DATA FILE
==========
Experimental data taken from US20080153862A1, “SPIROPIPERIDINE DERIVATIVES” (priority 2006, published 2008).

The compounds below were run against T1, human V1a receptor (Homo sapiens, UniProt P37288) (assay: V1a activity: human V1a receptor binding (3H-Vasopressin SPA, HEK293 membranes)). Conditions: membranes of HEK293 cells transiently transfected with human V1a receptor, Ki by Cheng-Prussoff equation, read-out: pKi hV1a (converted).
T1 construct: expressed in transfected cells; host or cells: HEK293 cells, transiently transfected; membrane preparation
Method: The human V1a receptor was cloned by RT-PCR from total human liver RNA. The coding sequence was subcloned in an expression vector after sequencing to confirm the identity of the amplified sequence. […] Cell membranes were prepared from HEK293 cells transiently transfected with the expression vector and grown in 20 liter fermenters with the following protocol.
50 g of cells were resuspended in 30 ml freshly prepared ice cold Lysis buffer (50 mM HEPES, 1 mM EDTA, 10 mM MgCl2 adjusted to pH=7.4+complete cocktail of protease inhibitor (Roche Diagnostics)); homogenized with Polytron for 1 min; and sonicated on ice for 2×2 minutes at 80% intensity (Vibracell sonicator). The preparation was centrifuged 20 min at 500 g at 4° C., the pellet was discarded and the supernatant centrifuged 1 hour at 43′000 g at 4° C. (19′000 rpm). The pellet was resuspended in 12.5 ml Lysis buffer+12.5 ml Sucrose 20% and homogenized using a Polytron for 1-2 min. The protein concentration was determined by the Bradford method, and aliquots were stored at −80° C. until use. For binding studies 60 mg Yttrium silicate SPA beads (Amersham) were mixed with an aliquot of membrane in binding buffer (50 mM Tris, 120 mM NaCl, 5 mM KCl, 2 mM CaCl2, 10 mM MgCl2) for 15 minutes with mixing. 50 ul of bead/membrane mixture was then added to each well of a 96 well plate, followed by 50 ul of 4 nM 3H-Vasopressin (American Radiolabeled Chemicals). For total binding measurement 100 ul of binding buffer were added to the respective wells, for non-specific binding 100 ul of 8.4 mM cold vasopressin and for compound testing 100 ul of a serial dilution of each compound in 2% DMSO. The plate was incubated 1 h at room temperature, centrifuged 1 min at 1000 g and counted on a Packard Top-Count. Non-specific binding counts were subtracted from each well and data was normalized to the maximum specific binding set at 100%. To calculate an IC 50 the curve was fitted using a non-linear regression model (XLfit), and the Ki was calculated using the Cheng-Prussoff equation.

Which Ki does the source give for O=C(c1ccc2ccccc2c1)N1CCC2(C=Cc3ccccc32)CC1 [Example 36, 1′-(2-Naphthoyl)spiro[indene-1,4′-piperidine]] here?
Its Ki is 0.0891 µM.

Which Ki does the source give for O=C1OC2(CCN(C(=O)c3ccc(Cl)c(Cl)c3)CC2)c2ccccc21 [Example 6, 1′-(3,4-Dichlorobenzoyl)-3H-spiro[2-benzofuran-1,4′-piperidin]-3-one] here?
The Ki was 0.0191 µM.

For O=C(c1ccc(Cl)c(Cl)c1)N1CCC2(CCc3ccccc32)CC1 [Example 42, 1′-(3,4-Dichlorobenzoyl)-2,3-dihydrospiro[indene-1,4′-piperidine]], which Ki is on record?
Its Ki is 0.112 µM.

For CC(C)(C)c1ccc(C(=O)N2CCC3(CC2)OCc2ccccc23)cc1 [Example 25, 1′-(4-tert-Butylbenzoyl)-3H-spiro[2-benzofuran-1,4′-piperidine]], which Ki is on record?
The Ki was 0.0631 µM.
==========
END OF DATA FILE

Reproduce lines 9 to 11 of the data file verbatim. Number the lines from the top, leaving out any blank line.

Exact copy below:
The Ki was 0.0191 µM.

For O=C(c1ccc(Cl)c(Cl)c1)N1CCC2(CCc3ccccc32)CC1 [Example 42, 1′-(3,4-Dichlorobenzoyl)-2,3-dihydrospiro[indene-1,4′-piperidine]], which Ki is on record?
Its Ki is 0.112 µM.